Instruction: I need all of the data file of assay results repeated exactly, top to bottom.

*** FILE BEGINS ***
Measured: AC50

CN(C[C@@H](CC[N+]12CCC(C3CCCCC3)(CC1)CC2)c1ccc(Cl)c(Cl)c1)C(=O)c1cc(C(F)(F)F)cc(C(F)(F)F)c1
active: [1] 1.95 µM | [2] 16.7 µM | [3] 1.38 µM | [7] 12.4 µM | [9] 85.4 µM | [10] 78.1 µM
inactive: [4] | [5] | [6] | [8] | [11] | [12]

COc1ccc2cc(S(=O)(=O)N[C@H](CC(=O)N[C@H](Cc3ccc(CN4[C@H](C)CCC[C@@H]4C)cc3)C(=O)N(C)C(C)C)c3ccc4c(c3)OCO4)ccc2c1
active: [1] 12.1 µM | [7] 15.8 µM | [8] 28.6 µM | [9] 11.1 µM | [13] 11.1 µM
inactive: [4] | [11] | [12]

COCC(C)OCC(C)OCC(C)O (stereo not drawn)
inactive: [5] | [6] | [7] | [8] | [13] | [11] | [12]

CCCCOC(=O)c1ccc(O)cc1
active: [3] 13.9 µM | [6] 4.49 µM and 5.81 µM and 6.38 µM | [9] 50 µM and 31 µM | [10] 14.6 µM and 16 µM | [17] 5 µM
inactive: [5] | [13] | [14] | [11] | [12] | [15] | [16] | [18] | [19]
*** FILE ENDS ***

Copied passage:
Measured: AC50

CN(C[C@@H](CC[N+]12CCC(C3CCCCC3)(CC1)CC2)c1ccc(Cl)c(Cl)c1)C(=O)c1cc(C(F)(F)F)cc(C(F)(F)F)c1
active: [1] 1.95 µM | [2] 16.7 µM | [3] 1.38 µM | [7] 12.4 µM | [9] 85.4 µM | [10] 78.1 µM
inactive: [4] | [5] | [6] | [8] | [11] | [12]

COc1ccc2cc(S(=O)(=O)N[C@H](CC(=O)N[C@H](Cc3ccc(CN4[C@H](C)CCC[C@@H]4C)cc3)C(=O)N(C)C(C)C)c3ccc4c(c3)OCO4)ccc2c1
active: [1] 12.1 µM | [7] 15.8 µM | [8] 28.6 µM | [9] 11.1 µM | [13] 11.1 µM
inactive: [4] | [11] | [12]

COCC(C)OCC(C)OCC(C)O (stereo not drawn)
inactive: [5] | [6] | [7] | [8] | [13] | [11] | [12]

CCCCOC(=O)c1ccc(O)cc1
active: [3] 13.9 µM | [6] 4.49 µM and 5.81 µM and 6.38 µM | [9] 50 µM and 31 µM | [10] 14.6 µM and 16 µM | [17] 5 µM
inactive: [5] | [13] | [14] | [11] | [12] | [15] | [16] | [18] | [19]